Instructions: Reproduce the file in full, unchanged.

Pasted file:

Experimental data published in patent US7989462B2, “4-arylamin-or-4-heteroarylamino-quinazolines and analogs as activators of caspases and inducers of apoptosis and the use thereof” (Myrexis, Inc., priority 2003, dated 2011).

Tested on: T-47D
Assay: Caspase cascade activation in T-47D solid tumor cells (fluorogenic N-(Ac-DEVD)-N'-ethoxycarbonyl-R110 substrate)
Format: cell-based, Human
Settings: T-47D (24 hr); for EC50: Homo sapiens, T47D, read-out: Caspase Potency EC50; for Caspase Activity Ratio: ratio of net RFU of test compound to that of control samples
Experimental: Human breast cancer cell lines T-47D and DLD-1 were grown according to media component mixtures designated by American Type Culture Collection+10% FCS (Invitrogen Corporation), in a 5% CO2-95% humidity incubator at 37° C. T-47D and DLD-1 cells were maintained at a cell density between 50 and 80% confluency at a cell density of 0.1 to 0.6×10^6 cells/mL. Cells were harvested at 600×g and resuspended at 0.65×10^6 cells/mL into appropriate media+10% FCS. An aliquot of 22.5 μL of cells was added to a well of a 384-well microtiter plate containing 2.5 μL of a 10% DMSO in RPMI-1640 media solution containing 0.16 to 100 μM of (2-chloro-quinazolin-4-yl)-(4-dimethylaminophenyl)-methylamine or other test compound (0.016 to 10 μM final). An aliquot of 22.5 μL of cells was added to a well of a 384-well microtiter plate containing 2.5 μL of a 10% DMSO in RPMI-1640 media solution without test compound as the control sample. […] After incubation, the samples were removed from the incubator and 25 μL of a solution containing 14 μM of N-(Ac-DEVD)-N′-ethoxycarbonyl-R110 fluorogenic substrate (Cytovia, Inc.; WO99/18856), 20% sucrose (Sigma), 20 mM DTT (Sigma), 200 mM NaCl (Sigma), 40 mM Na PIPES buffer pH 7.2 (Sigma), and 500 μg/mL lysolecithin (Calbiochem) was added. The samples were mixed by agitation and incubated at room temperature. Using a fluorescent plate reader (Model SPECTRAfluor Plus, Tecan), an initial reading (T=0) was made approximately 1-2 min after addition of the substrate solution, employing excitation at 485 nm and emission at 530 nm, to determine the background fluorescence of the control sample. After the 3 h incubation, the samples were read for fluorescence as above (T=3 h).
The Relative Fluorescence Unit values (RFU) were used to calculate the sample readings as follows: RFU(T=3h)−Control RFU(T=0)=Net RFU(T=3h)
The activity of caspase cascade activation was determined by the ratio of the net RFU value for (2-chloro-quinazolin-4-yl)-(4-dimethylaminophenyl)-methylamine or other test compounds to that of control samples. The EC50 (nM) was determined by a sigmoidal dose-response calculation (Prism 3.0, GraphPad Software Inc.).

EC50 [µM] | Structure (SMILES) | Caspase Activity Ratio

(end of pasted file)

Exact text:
Experimental data published in patent US7989462B2, “4-arylamin-or-4-heteroarylamino-quinazolines and analogs as activators of caspases and inducers of apoptosis and the use thereof” (Myrexis, Inc., priority 2003, dated 2011).

Tested on: T-47D
Assay: Caspase cascade activation in T-47D solid tumor cells (fluorogenic N-(Ac-DEVD)-N'-ethoxycarbonyl-R110 substrate)
Format: cell-based, Human
Settings: T-47D (24 hr); for EC50: Homo sapiens, T47D, read-out: Caspase Potency EC50; for Caspase Activity Ratio: ratio of net RFU of test compound to that of control samples
Experimental: Human breast cancer cell lines T-47D and DLD-1 were grown according to media component mixtures designated by American Type Culture Collection+10% FCS (Invitrogen Corporation), in a 5% CO2-95% humidity incubator at 37° C. T-47D and DLD-1 cells were maintained at a cell density between 50 and 80% confluency at a cell density of 0.1 to 0.6×10^6 cells/mL. Cells were harvested at 600×g and resuspended at 0.65×10^6 cells/mL into appropriate media+10% FCS. An aliquot of 22.5 μL of cells was added to a well of a 384-well microtiter plate containing 2.5 μL of a 10% DMSO in RPMI-1640 media solution containing 0.16 to 100 μM of (2-chloro-quinazolin-4-yl)-(4-dimethylaminophenyl)-methylamine or other test compound (0.016 to 10 μM final). An aliquot of 22.5 μL of cells was added to a well of a 384-well microtiter plate containing 2.5 μL of a 10% DMSO in RPMI-1640 media solution without test compound as the control sample. […] After incubation, the samples were removed from the incubator and 25 μL of a solution containing 14 μM of N-(Ac-DEVD)-N′-ethoxycarbonyl-R110 fluorogenic substrate (Cytovia, Inc.; WO99/18856), 20% sucrose (Sigma), 20 mM DTT (Sigma), 200 mM NaCl (Sigma), 40 mM Na PIPES buffer pH 7.2 (Sigma), and 500 μg/mL lysolecithin (Calbiochem) was added. The samples were mixed by agitation and incubated at room temperature. Using a fluorescent plate reader (Model SPECTRAfluor Plus, Tecan), an initial reading (T=0) was made approximately 1-2 min after addition of the substrate solution, employing excitation at 485 nm and emission at 530 nm, to determine the background fluorescence of the control sample. After the 3 h incubation, the samples were read for fluorescence as above (T=3 h).
The Relative Fluorescence Unit values (RFU) were used to calculate the sample readings as follows: RFU(T=3h)−Control RFU(T=0)=Net RFU(T=3h)
The activity of caspase cascade activation was determined by the ratio of the net RFU value for (2-chloro-quinazolin-4-yl)-(4-dimethylaminophenyl)-methylamine or other test compounds to that of control samples. The EC50 (nM) was determined by a sigmoidal dose-response calculation (Prism 3.0, GraphPad Software Inc.).

EC50 [µM] | Structure (SMILES) | Caspase Activity Ratio